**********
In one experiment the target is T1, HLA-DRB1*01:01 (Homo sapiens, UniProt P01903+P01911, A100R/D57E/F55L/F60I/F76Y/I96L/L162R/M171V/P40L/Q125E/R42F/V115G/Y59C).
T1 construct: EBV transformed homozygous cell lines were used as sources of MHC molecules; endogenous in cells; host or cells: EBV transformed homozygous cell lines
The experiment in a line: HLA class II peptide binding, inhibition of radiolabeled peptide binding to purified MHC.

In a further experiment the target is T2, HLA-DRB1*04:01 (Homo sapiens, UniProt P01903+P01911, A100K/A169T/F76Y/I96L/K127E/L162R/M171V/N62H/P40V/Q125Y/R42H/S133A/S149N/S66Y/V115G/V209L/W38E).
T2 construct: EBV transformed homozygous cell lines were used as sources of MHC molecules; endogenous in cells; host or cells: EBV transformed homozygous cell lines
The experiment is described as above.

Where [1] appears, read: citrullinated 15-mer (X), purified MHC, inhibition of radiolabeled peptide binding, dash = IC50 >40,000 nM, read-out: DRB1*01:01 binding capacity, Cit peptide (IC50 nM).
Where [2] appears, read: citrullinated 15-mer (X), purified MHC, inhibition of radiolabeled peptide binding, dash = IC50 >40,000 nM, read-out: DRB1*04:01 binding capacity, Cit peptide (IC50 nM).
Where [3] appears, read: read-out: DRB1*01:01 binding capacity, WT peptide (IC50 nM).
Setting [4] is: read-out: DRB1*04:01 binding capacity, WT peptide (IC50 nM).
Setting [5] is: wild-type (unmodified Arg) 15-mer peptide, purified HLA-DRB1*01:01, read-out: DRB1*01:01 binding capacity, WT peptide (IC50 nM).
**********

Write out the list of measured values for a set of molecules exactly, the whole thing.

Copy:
In one experiment the target is T1, HLA-DRB1*01:01 (Homo sapiens, UniProt P01903+P01911, A100R/D57E/F55L/F60I/F76Y/I96L/L162R/M171V/P40L/Q125E/R42F/V115G/Y59C).
T1 construct: EBV transformed homozygous cell lines were used as sources of MHC molecules; endogenous in cells; host or cells: EBV transformed homozygous cell lines
The experiment in a line: HLA class II peptide binding, inhibition of radiolabeled peptide binding to purified MHC.

In a further experiment the target is T2, HLA-DRB1*04:01 (Homo sapiens, UniProt P01903+P01911, A100K/A169T/F76Y/I96L/K127E/L162R/M171V/N62H/P40V/Q125Y/R42H/S133A/S149N/S66Y/V115G/V209L/W38E).
T2 construct: EBV transformed homozygous cell lines were used as sources of MHC molecules; endogenous in cells; host or cells: EBV transformed homozygous cell lines
The experiment is described as above.

Where [1] appears, read: citrullinated 15-mer (X), purified MHC, inhibition of radiolabeled peptide binding, dash = IC50 >40,000 nM, read-out: DRB1*01:01 binding capacity, Cit peptide (IC50 nM).
Where [2] appears, read: citrullinated 15-mer (X), purified MHC, inhibition of radiolabeled peptide binding, dash = IC50 >40,000 nM, read-out: DRB1*04:01 binding capacity, Cit peptide (IC50 nM).
Where [3] appears, read: read-out: DRB1*01:01 binding capacity, WT peptide (IC50 nM).
Setting [4] is: read-out: DRB1*04:01 binding capacity, WT peptide (IC50 nM).
Setting [5] is: wild-type (unmodified Arg) 15-mer peptide, purified HLA-DRB1*01:01, read-out: DRB1*01:01 binding capacity, WT peptide (IC50 nM).